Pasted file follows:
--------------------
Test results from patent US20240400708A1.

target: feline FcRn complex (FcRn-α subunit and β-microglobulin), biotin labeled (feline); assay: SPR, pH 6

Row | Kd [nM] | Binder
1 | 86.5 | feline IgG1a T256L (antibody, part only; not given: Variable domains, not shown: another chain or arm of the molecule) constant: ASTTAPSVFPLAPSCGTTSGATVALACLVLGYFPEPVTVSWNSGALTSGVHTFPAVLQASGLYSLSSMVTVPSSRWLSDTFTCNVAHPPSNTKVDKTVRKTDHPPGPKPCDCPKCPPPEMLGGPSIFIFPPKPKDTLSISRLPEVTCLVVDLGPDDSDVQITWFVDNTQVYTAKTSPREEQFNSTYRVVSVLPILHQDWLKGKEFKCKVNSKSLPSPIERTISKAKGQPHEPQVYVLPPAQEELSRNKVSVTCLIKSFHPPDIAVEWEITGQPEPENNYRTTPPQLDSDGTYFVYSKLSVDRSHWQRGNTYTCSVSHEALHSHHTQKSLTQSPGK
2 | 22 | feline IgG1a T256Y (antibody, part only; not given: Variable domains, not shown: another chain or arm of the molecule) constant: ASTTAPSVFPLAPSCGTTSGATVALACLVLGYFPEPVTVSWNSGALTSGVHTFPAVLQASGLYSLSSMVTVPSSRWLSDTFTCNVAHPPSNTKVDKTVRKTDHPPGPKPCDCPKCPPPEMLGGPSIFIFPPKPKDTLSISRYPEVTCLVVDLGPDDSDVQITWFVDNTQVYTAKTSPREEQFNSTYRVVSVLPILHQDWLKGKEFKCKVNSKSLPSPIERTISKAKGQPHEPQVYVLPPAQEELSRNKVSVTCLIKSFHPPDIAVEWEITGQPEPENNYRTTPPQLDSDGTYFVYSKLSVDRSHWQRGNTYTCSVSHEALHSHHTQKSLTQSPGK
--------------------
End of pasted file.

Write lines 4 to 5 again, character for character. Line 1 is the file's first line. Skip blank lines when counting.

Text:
1 | 86.5 | feline IgG1a T256L (antibody, part only; not given: Variable domains, not shown: another chain or arm of the molecule) constant: ASTTAPSVFPLAPSCGTTSGATVALACLVLGYFPEPVTVSWNSGALTSGVHTFPAVLQASGLYSLSSMVTVPSSRWLSDTFTCNVAHPPSNTKVDKTVRKTDHPPGPKPCDCPKCPPPEMLGGPSIFIFPPKPKDTLSISRLPEVTCLVVDLGPDDSDVQITWFVDNTQVYTAKTSPREEQFNSTYRVVSVLPILHQDWLKGKEFKCKVNSKSLPSPIERTISKAKGQPHEPQVYVLPPAQEELSRNKVSVTCLIKSFHPPDIAVEWEITGQPEPENNYRTTPPQLDSDGTYFVYSKLSVDRSHWQRGNTYTCSVSHEALHSHHTQKSLTQSPGK
2 | 22 | feline IgG1a T256Y (antibody, part only; not given: Variable domains, not shown: another chain or arm of the molecule) constant: ASTTAPSVFPLAPSCGTTSGATVALACLVLGYFPEPVTVSWNSGALTSGVHTFPAVLQASGLYSLSSMVTVPSSRWLSDTFTCNVAHPPSNTKVDKTVRKTDHPPGPKPCDCPKCPPPEMLGGPSIFIFPPKPKDTLSISRYPEVTCLVVDLGPDDSDVQITWFVDNTQVYTAKTSPREEQFNSTYRVVSVLPILHQDWLKGKEFKCKVNSKSLPSPIERTISKAKGQPHEPQVYVLPPAQEELSRNKVSVTCLIKSFHPPDIAVEWEITGQPEPENNYRTTPPQLDSDGTYFVYSKLSVDRSHWQRGNTYTCSVSHEALHSHHTQKSLTQSPGK